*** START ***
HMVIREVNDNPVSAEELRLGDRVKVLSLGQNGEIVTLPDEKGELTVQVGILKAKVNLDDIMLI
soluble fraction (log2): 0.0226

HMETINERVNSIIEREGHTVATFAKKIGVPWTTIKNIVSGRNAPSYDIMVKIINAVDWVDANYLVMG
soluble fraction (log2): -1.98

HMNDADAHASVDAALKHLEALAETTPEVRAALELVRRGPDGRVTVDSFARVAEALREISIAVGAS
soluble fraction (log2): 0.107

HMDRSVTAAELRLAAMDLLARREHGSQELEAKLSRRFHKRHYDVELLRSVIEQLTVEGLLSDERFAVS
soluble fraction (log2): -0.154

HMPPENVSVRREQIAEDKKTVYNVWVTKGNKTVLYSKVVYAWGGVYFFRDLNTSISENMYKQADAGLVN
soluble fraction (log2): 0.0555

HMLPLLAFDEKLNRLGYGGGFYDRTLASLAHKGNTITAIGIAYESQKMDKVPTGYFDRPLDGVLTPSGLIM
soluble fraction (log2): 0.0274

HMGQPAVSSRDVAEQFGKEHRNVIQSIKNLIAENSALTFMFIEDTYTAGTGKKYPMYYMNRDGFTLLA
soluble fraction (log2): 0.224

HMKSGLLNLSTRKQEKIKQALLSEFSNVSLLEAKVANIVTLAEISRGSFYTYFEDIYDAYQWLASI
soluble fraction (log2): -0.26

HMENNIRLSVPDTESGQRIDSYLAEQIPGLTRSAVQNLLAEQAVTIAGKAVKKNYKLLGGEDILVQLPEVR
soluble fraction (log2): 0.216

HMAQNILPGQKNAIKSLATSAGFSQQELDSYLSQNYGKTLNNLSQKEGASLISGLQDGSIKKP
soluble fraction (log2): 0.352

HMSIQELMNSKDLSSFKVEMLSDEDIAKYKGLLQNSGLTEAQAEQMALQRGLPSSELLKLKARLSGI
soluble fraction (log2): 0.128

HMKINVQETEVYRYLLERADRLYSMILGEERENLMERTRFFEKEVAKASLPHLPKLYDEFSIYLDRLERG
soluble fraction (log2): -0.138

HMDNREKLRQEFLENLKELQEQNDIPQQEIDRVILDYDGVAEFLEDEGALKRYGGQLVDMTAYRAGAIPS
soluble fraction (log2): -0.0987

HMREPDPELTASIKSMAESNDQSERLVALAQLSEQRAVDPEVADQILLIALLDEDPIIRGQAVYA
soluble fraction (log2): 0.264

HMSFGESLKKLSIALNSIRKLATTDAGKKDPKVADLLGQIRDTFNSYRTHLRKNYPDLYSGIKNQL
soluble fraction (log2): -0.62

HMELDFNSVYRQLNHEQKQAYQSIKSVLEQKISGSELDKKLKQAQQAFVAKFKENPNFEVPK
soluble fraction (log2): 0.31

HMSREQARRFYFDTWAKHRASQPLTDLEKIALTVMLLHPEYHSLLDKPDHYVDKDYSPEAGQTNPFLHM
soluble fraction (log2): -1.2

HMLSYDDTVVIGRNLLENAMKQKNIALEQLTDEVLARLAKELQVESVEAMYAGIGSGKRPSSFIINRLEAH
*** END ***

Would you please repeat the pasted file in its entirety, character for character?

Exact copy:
HMVIREVNDNPVSAEELRLGDRVKVLSLGQNGEIVTLPDEKGELTVQVGILKAKVNLDDIMLI
soluble fraction (log2): 0.0226

HMETINERVNSIIEREGHTVATFAKKIGVPWTTIKNIVSGRNAPSYDIMVKIINAVDWVDANYLVMG
soluble fraction (log2): -1.98

HMNDADAHASVDAALKHLEALAETTPEVRAALELVRRGPDGRVTVDSFARVAEALREISIAVGAS
soluble fraction (log2): 0.107

HMDRSVTAAELRLAAMDLLARREHGSQELEAKLSRRFHKRHYDVELLRSVIEQLTVEGLLSDERFAVS
soluble fraction (log2): -0.154

HMPPENVSVRREQIAEDKKTVYNVWVTKGNKTVLYSKVVYAWGGVYFFRDLNTSISENMYKQADAGLVN
soluble fraction (log2): 0.0555

HMLPLLAFDEKLNRLGYGGGFYDRTLASLAHKGNTITAIGIAYESQKMDKVPTGYFDRPLDGVLTPSGLIM
soluble fraction (log2): 0.0274

HMGQPAVSSRDVAEQFGKEHRNVIQSIKNLIAENSALTFMFIEDTYTAGTGKKYPMYYMNRDGFTLLA
soluble fraction (log2): 0.224

HMKSGLLNLSTRKQEKIKQALLSEFSNVSLLEAKVANIVTLAEISRGSFYTYFEDIYDAYQWLASI
soluble fraction (log2): -0.26

HMENNIRLSVPDTESGQRIDSYLAEQIPGLTRSAVQNLLAEQAVTIAGKAVKKNYKLLGGEDILVQLPEVR
soluble fraction (log2): 0.216

HMAQNILPGQKNAIKSLATSAGFSQQELDSYLSQNYGKTLNNLSQKEGASLISGLQDGSIKKP
soluble fraction (log2): 0.352

HMSIQELMNSKDLSSFKVEMLSDEDIAKYKGLLQNSGLTEAQAEQMALQRGLPSSELLKLKARLSGI
soluble fraction (log2): 0.128

HMKINVQETEVYRYLLERADRLYSMILGEERENLMERTRFFEKEVAKASLPHLPKLYDEFSIYLDRLERG
soluble fraction (log2): -0.138

HMDNREKLRQEFLENLKELQEQNDIPQQEIDRVILDYDGVAEFLEDEGALKRYGGQLVDMTAYRAGAIPS
soluble fraction (log2): -0.0987

HMREPDPELTASIKSMAESNDQSERLVALAQLSEQRAVDPEVADQILLIALLDEDPIIRGQAVYA
soluble fraction (log2): 0.264

HMSFGESLKKLSIALNSIRKLATTDAGKKDPKVADLLGQIRDTFNSYRTHLRKNYPDLYSGIKNQL
soluble fraction (log2): -0.62

HMELDFNSVYRQLNHEQKQAYQSIKSVLEQKISGSELDKKLKQAQQAFVAKFKENPNFEVPK
soluble fraction (log2): 0.31

HMSREQARRFYFDTWAKHRASQPLTDLEKIALTVMLLHPEYHSLLDKPDHYVDKDYSPEAGQTNPFLHM
soluble fraction (log2): -1.2

HMLSYDDTVVIGRNLLENAMKQKNIALEQLTDEVLARLAKELQVESVEAMYAGIGSGKRPSSFIINRLEAH